Then it's time for voters to rank economists in their lists. Voters proceed like this: if, in the voter's estimation, Economist A "most added to our understanding of economic phenomena" then she gets 5 votes. If Economist E added least, he gets 1. Economists B, C, and D -- who added intermediate contributions -- get intermediate numbers of votes: 2, 3, or 4.
It's an odd scheme, isn't it?
Suppose now two voters elaborate their lists independently, to the best of their knowledge, as honestly as possible, with no strategical thought whatsoever. Unbeknown to them, however, in their unanimous assessments Economist E added the least to our knowledge. Each voter, therefore, separately gives Economist E 1 vote, thereby assuring Economist E gets 2 votes.
In an extreme situation, given that 1,249 people cast their votes, Economist E (who in their unanimous opinion added least to our knowledge of economic phenomena) could well make it into the "1%" (or Heaven).
Take that, econo-plutocrats (or econo-supernatural-beings)!
It turns out, one doesn't need fat fingers, an oddly-designed voting mechanism on a non-random sample seem enough to explain those outliers.
What it does not explain is how the whole thing escaped criticism for over 10 years, awaiting for a commie worker, untrained in statistics. It's not that the results themselves don't look weird, or that it takes a rocket scientist to perceive them design flaws, or that critics didn't take notice of the survey: Tyler Cowen did know about the survey and its results. So did his readers. Cowen couldn't go any deeper than: "Given the source, expect a left-wing, anti-neoclassical perspective". So, he did notice the "non-random sample" thing. That's not being very perceptive: that's the standard criticism to that kind of surveys. But one can still reasonably excuse Cowen: he's got bigger fish to fry.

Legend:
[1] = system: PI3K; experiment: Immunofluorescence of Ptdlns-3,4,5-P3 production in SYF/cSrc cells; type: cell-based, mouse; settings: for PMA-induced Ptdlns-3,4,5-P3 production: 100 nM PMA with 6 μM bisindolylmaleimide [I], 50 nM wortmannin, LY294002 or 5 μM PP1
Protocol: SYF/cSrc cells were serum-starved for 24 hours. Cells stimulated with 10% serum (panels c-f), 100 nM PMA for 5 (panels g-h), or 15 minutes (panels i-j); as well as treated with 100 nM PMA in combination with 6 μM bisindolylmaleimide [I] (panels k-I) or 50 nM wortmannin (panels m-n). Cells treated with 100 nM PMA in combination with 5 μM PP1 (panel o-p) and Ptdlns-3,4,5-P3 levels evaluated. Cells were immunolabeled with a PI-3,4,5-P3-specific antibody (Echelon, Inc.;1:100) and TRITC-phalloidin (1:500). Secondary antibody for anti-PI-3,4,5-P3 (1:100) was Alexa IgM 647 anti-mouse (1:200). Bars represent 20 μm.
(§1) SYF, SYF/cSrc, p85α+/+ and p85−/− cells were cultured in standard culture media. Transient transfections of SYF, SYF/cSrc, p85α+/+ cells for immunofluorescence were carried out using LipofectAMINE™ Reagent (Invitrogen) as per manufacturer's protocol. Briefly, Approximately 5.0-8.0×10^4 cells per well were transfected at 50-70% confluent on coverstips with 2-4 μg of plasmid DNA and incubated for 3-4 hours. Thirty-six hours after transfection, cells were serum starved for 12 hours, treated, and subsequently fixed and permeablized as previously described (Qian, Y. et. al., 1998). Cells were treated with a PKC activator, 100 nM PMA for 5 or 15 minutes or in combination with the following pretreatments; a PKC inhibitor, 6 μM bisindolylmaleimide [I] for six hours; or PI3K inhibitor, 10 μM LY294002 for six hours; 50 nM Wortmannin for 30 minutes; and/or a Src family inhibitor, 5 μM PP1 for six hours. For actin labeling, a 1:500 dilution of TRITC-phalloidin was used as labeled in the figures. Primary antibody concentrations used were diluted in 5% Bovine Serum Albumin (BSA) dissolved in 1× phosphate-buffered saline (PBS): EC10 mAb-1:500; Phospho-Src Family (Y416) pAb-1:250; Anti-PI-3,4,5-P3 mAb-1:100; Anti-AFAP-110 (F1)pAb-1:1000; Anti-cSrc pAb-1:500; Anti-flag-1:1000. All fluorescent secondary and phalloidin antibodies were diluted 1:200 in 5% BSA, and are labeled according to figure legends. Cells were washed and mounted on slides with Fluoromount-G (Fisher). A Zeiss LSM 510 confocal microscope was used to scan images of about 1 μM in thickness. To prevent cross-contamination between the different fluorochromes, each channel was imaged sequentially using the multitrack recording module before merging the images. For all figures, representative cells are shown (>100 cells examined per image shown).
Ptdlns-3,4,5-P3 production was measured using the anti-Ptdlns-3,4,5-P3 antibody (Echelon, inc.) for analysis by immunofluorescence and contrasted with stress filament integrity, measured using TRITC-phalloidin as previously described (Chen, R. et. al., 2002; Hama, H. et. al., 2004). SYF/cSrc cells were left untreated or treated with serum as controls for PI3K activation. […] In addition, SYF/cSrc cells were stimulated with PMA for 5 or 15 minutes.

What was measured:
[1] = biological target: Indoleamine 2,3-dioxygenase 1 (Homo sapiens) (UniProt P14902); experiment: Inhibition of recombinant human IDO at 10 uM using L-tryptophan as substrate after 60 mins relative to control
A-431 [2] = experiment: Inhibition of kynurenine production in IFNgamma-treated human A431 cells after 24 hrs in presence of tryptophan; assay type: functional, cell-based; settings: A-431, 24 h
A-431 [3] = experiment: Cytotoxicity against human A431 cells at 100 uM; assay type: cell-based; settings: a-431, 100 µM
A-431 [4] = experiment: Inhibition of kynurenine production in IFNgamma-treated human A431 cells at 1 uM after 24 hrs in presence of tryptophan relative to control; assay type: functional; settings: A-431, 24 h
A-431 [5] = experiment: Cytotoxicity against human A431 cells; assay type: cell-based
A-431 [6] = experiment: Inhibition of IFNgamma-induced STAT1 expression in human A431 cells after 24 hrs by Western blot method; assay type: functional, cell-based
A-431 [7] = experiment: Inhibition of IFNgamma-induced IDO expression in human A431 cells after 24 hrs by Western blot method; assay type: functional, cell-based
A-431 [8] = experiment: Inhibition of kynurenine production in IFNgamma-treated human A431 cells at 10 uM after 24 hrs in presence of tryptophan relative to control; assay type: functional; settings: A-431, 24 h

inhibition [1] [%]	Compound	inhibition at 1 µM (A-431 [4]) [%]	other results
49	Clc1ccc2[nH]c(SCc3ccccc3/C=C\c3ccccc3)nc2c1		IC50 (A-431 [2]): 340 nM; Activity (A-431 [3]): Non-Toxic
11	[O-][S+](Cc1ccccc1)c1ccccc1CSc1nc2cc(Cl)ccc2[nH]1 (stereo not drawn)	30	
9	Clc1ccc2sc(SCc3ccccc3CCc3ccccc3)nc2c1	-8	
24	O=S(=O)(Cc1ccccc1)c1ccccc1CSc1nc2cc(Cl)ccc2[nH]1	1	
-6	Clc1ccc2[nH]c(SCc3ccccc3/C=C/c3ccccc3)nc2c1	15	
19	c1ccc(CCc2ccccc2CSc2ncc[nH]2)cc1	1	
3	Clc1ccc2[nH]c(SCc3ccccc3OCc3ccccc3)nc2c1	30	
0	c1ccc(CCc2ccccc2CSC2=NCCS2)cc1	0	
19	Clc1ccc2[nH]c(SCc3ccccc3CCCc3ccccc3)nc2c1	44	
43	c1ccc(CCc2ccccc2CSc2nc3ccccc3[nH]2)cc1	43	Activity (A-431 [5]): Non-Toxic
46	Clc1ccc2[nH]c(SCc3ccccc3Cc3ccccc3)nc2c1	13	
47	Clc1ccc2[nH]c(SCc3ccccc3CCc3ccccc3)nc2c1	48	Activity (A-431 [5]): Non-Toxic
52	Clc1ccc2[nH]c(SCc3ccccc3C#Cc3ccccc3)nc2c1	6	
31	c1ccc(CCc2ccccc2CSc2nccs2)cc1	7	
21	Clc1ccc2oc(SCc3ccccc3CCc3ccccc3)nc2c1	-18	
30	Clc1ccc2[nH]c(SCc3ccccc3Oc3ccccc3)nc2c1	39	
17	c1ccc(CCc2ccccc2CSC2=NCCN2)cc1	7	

Somehow, that doesn't sound as reasonable for his readers. Trust me, fellows, you can do better. No need to appeal to cheap shots. No need to pretend you know better. You can actually demonstrate that.
The same applies to those across the ideological street: just because it flatters your preconceptions or it's embarrassing to the other guys, it doesn't mean it ain't nonsense or that you need to keep quiet for "political reasons". There's a limit to being team-players.
It's not just economics that's in trouble, it's the whole bourgeois intelligentsia.
Anyway, given that there's no proposed official interpretation, one is left to guess the interpretation. Two seem possible.
One is that only the ordering matters: 2 votes do not indicate double the contribution of 1, just a larger (or more "important", or more "crucial", or more "liked") contribution. It's, in other words, just a ranking, one with rather humorous properties.
Another is that voting figures represent a measure, however approximate, of the magnitude of the contribution those economists objectively made to "our understanding of economic phenomena". It has cardinal and ordinal properties, much like like political election results, or the marks students get from their teachers are supposed to objectively reflect their performance, or wages in a free market are supposed to objectively reflect costs and productivity at one hand and incomes and tastes at the other. Given that the publishers went to the trouble of publishing the voting figures, I tend to prefer it.
In that case, I just hope economists' salaries do reflect their contributions. But that's me. It's up to you. :-)
[A] "Ascension of Christ", by Guariento D'Arpo. Circa 1344. Source: Wikimedia. Image in the public domain.